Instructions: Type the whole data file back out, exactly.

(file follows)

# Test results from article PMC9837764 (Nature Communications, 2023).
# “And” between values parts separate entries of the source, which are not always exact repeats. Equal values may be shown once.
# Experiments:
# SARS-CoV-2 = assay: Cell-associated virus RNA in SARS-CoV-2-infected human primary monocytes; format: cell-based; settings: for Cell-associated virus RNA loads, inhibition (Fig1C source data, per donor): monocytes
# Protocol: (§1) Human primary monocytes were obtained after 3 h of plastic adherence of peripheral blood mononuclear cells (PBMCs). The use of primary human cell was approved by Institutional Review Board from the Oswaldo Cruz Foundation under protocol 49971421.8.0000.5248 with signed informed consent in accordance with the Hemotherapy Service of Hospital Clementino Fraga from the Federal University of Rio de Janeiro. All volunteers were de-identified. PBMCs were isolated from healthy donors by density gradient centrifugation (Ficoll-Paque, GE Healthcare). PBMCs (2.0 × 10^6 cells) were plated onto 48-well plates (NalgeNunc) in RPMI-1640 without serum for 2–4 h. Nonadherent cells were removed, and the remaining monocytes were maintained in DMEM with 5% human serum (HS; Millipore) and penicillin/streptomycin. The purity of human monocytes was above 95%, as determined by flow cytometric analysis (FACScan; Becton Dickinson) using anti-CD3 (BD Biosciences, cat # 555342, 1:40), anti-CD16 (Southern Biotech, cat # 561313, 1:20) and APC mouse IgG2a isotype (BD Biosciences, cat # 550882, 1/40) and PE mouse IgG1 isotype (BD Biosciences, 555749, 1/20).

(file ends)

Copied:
# Test results from article PMC9837764 (Nature Communications, 2023).
# “And” between values parts separate entries of the source, which are not always exact repeats. Equal values may be shown once.
# Experiments:
# SARS-CoV-2 = assay: Cell-associated virus RNA in SARS-CoV-2-infected human primary monocytes; format: cell-based; settings: for Cell-associated virus RNA loads, inhibition (Fig1C source data, per donor): monocytes
# Protocol: (§1) Human primary monocytes were obtained after 3 h of plastic adherence of peripheral blood mononuclear cells (PBMCs). The use of primary human cell was approved by Institutional Review Board from the Oswaldo Cruz Foundation under protocol 49971421.8.0000.5248 with signed informed consent in accordance with the Hemotherapy Service of Hospital Clementino Fraga from the Federal University of Rio de Janeiro. All volunteers were de-identified. PBMCs were isolated from healthy donors by density gradient centrifugation (Ficoll-Paque, GE Healthcare). PBMCs (2.0 × 10^6 cells) were plated onto 48-well plates (NalgeNunc) in RPMI-1640 without serum for 2–4 h. Nonadherent cells were removed, and the remaining monocytes were maintained in DMEM with 5% human serum (HS; Millipore) and penicillin/streptomycin. The purity of human monocytes was above 95%, as determined by flow cytometric analysis (FACScan; Becton Dickinson) using anti-CD3 (BD Biosciences, cat # 555342, 1:40), anti-CD16 (Southern Biotech, cat # 561313, 1:20) and APC mouse IgG2a isotype (BD Biosciences, cat # 550882, 1/40) and PE mouse IgG1 isotype (BD Biosciences, 555749, 1/20).